The first report was prepared at the behest of the Iraqi interim administration by the auditing firm KPMG and the British law firm Freshfields Bruckhaus Deringer. Labeled "highly confidential," the report was leaked to London's "Sunday Times" on 3 October.
Three days later, on 6 October, the U.S. Central Intelligence Agency (CIA) released a three-volume report by Charles A. Duelfer, head of the Iraq Survey Group. After a detailed investigation, the report concluded that Hussein did not possess weapons of mass destruction at the time of the U.S.-led invasion last year, but it also contained a lengthy description of irregularities in the OFF program and the oil-voucher schemes.
"All oil majors were involved in this.... All companies that took part in Iraq projects were connected to this."
The "Saddamgate" scandal began when the Iraqi daily "Al-Mada" in its 25 January edition published a sensational expose of companies, organizations, and individuals who allegedly were bribed with hundreds of millions of barrels of supposedly free oil by Hussein in return for political support and as payment for items forbidden under the pre-war embargo on Iraq. Titled "President's, Journalists, and Political Parties Received Millions Of Oil Barrels From Saddam," the paper claimed that documents from the Oil Marketing Company; an Iraqi company affiliated with the Oil Ministry, listed some 270 names of alleged recipients (see "RFE/RL Organized Crime and Terrorism Watch," 16 February and 4 March 2004).
Soon after this expose was published, a number of investigations began to ascertain if the charges contained. in the Iraqi documents were true.
The UN -- facing potential embarrassment for the way the OFF program had been handled and the fact that initial reports named the head of the OFF program at the UN, Benon Sevan, as having received 9.3 million barrels of oil from the Iraqi regime --initiated its own investigation headed by Paul Volcker, the former chairman of the U.S. Federal Reserve. This commission has not yet completed its work.
The Duelfer report states: "According to Tariq Aziz (the former Iraqi foreign minister now held captive by the coalition), Taha Yasin Ramadan al-Jizrawi, and Hikmat Mizban Ibrahim al-Azzawi, the oil-voucher program was managed on an ad hoc basis by regime officials.... The Iraqi Intelligence Service, ambassadors, and other senior Iraqi officials also commonly made nominations for oil allocations.... Saddam [Hussein] personally approved and removed all names on the voucher recipient lists."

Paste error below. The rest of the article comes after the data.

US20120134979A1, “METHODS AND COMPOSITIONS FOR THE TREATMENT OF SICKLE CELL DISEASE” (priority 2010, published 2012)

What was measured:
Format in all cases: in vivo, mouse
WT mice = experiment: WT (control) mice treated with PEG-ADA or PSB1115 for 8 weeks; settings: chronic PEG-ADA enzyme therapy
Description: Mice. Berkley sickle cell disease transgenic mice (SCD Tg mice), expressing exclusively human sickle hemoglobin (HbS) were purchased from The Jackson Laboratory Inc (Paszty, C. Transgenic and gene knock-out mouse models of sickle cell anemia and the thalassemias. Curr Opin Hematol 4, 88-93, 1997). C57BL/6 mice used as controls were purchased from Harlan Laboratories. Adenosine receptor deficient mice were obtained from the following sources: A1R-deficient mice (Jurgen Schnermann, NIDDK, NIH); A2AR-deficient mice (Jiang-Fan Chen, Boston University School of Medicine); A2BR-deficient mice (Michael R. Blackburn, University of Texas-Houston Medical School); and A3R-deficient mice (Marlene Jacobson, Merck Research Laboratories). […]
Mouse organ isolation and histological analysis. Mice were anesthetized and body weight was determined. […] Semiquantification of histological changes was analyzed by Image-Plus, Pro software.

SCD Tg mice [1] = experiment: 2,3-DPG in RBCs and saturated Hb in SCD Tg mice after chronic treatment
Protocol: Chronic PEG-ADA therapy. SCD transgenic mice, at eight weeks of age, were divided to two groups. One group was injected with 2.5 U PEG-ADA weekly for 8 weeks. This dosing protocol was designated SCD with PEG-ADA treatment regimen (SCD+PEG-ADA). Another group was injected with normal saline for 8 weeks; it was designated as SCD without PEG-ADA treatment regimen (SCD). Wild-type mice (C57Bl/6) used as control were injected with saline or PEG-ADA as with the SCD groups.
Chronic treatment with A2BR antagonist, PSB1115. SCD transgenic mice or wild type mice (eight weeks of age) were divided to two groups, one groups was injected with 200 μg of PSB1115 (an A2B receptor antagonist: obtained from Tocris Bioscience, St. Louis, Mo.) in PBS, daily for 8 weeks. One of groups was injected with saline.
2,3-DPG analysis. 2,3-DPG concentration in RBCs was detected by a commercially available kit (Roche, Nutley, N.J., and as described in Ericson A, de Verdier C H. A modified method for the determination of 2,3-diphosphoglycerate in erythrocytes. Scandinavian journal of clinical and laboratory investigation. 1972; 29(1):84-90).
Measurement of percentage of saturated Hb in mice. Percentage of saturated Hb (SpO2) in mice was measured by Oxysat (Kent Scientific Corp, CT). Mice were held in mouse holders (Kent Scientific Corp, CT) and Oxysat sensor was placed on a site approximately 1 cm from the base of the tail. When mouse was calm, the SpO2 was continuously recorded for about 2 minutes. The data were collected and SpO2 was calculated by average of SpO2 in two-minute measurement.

The KPMG-Freshfields report summarized in "The Sunday Times" found that the office of Russian President Vladimir Putin profited from the cheap oil and that Russia, China, and France, all members of the UN Security Council, were given top priority by Hussein's regime.
According to "The Sunday Times," "The report claims that Russians had a prominent role. They received 'unprecedented priority' and were allocated a third of all Iraqi oil -- most of which was resold to other countries. Besides Putin's private office, those named as having received oil include political parties, Russian oil firms, and the Foreign Ministry."
The Duelfer report also notes that: "In Russia, oil voucher gifts were directed across the political spectrum targeting the new oligarch class, Russian political parties and officials."
According to the initial report in "Al-Mada," 798 million barrels of crude oil were allegedly given to 46 Russian individuals and organizations. Most of the oil bought by Russian companies from Iraq under the OFF program was resold on the open market, and most of it apparently went to the United States. Most of the oil never went to the Russian market, and what became of the money is a mystery.
According to a study carried out by the Washington and Hague-based Coalition for International Justice (CIJ) in September 2002 titled "Sources of Revenue for Saddam & Sons," the Russian prosecutor's office began an investigation into the whereabouts of up to $15 billion in proceeds that Russian companies received from Iraqi oil sales. This investigation was never completed.
Also implicated in the KPMG-Freshfields report, is a French oil company linked to a close associate of French President Jacques Chirac. The company is alleged to have teamed up with the Iraqi regime to bribe a UN-appointed inspector monitoring exports of Iraqi oil.
The CIJ study noted that: "Iraqi officials have never hidden the reasons, prerequisites, or criteria behind their choices of contractors under the Oil-for-Food (OFF) program: indeed they have stated many times that the money will flow to those who demonstrate political support for Baghdad in the international arena."
"Al-Mada" noted in January that among the more well-known individuals and organizations that allegedly received oil for support are the Bulgarian Socialist Party, former French Interior Minister Charles Pasqua, former Prime Minister Megawati of Indonesia, former British deputy George Galloway, the Popular Front for the Liberation of Palestine, a number of major Russian oil companies such as LUKoil and Rosneft, the state-owned gas monopoly Gazprom, the pro-Kremlin Unity party, the communist parties of Russia, Ukraine, and Belarus along with some 270 other recipients.
All the Russian organizations mentioned in the initial report in "Al-Mada" denied any improprieties soon after the article was published. After the Duelfer report was issued most continued to deny any involvement, according to "The Moscow Times" on 8 October.
However, according to "The Moscow Times," a source from one of the Russian oil companies mentioned in the Duelfer report said: "All oil majors were involved in this.... The state played a large role. Almost all -- no, not just almost all -- all companies that took part in Iraq projects were connected to this."